Gender inequality harms men just as much as women, and robbing men of the right to equality is inherently wrong.

Using the word “feminism” also makes men feel as though they are excluded, as though the fem-portion of that word makes it a female issue.

After the video of NFL running back Ray Rice assaulting his then-fiancée was released, a call for action was heard around the world.

U.S. soccer goalie Hope Solo was arrested in June for assaulting her 17-year-old nephew and sister. She plead not guilty to two counts of domestic violence, but there is still an ongoing investigation— and she is still playing on the women’s soccer team.

Although there isn’t a video of her assaulting her nephew as with the Ray Rice case, he was found by police with a bleeding ear and reddened nose and jaw. Her sister was found with a swollen cheek.

These situations are so similar, yet looked at as so vastly different simply because of the sex of the perpetrator — and I’m perplexed as to why.

I am certainly not condoning either of these acts of violence, nor denying that typically there is a larger issue of men being violent toward women. I am simply questioning why these cases are looked at as being so different. Again, men do not need to be aggressive, and women do not need to be submissive — and clearly this isn’t the case.

One of the biggest problems of gender equality, specifically on college campuses, is sexual assault and harassment.

During the University of Florida rape issues this month, university officials sent emails informing women about the Rape Aggression Defense classes offered. This also happened on the FGCU campus, as if to say it is a woman’s responsibility to not get raped.

Women (and men) should be careful, but instead of living in a culture of response, we should be living in a culture of prevention.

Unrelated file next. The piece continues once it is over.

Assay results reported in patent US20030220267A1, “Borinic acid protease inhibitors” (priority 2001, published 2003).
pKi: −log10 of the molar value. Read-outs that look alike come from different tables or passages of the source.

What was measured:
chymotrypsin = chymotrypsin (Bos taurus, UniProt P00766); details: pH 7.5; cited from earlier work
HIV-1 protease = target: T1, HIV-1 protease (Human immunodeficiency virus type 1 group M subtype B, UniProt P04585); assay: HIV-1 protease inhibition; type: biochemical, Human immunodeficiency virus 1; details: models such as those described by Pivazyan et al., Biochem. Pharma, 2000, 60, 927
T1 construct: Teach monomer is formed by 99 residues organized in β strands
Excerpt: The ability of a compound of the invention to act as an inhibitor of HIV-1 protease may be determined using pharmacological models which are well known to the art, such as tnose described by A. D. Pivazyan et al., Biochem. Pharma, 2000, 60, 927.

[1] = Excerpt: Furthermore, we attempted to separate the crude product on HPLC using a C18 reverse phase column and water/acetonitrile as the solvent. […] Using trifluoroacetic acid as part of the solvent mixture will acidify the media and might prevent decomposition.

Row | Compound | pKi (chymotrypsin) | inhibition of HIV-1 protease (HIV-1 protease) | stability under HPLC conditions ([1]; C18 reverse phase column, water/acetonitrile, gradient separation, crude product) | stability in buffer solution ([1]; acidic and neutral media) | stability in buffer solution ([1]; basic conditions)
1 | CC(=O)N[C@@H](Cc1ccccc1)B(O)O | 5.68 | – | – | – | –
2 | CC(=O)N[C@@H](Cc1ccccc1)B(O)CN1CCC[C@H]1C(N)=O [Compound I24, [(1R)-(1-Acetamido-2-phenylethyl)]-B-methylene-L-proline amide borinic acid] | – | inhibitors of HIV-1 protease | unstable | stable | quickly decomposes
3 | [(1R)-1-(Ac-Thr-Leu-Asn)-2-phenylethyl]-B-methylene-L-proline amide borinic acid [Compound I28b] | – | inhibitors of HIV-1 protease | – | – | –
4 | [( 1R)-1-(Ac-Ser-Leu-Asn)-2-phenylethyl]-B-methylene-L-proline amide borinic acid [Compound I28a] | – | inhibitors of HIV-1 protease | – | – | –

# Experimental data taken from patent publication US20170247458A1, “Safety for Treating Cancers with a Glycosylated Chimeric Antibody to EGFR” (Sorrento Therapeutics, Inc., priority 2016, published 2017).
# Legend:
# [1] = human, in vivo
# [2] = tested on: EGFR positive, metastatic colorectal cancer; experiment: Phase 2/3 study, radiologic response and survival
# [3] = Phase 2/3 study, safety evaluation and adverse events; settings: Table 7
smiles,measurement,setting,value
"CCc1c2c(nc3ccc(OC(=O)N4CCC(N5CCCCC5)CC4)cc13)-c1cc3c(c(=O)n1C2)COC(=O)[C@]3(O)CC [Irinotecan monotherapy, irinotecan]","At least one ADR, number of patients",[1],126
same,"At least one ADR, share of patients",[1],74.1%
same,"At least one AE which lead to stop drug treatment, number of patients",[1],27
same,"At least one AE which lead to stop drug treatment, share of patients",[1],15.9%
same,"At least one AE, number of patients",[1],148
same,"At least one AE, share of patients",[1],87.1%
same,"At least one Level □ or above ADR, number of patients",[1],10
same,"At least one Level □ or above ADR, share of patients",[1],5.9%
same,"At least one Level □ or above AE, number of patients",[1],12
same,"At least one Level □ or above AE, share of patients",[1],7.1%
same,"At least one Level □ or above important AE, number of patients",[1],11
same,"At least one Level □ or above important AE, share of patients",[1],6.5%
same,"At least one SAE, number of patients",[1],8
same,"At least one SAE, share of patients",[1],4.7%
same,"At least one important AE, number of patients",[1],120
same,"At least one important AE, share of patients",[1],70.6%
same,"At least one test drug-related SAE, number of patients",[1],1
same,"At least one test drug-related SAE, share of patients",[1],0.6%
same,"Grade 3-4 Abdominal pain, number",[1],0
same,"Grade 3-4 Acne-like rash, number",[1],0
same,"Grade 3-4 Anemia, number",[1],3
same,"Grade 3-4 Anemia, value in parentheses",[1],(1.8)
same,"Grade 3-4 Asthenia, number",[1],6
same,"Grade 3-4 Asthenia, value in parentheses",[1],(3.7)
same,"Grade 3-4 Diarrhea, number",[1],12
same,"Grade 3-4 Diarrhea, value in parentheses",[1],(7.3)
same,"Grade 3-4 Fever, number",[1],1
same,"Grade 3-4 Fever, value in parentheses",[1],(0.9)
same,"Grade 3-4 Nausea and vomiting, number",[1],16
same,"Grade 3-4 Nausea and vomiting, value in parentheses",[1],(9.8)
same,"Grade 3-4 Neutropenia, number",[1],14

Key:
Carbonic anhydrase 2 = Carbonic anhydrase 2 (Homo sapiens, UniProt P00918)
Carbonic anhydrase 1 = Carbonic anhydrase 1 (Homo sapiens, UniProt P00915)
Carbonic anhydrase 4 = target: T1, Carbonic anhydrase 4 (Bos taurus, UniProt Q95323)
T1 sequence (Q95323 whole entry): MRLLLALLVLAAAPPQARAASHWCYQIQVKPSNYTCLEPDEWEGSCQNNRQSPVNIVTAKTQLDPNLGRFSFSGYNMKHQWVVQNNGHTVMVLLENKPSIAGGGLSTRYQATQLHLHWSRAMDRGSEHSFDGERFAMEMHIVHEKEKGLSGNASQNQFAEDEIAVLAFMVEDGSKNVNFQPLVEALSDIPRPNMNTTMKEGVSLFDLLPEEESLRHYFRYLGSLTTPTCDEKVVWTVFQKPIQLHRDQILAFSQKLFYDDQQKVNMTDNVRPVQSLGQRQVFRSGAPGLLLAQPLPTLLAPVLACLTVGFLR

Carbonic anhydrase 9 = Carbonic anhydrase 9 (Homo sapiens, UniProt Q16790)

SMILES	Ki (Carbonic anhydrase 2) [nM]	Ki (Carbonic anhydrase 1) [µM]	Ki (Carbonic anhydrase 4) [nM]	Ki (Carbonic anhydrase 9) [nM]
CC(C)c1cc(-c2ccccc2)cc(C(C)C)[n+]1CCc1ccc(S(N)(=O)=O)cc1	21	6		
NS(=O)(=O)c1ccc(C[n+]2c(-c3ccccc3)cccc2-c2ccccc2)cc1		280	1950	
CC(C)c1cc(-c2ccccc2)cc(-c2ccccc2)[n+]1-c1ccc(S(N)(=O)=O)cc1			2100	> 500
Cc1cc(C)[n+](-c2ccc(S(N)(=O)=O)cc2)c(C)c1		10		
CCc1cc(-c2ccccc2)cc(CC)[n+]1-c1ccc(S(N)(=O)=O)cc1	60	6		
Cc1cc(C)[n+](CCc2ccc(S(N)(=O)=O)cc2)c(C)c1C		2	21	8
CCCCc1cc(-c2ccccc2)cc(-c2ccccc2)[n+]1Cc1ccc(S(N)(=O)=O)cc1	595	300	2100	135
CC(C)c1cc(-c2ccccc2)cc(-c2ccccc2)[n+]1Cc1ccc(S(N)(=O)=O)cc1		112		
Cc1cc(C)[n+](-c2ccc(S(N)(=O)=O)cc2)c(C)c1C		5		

The “It’s On Us” campaign was announced this past week by the Obama administration. This campaign aims to end sexual assault by involving the entire country. It is not aiming to do this by telling women to be careful, have a buddy, or carry pepper spray. The campaign’s purpose isn’t aimed at simply telling men  to not rape.

The campaign is telling everyone not to be a bystander of sexual assault, to realize what consent is and isn’t, to never blame the victim, to get a friend home safe.

To end the culture of rape and aggression in our community.

To allow people to feel safe.

To allow for equality.

Equality of all people is essential, but we’re not going to get there by perpetuating the statement, “I’m a feminist, but not the crazy kind, I swear.”

Stop saying feminism.

If we change the rhetoric to “I care about people — all people.  I care about equality in all forms, and you should too,” maybe the light at the end of the tunnel will get a little bit brighter.

All too often I hear, “This is how it has always been,” but if we continue with this ideology, then when will it change?

If not now, when?

If not us, who?

About The Author

Megan Turetsky

Megan Turetsky is a Staff Writer for Eagle News. She is a senior majoring in communication and minoring in philosophy. Megan is a proud member of Phi Mu Fraternity and previously served as Senate President for Student Government. (Follow Megan on Twitter: @MeganTuretsky)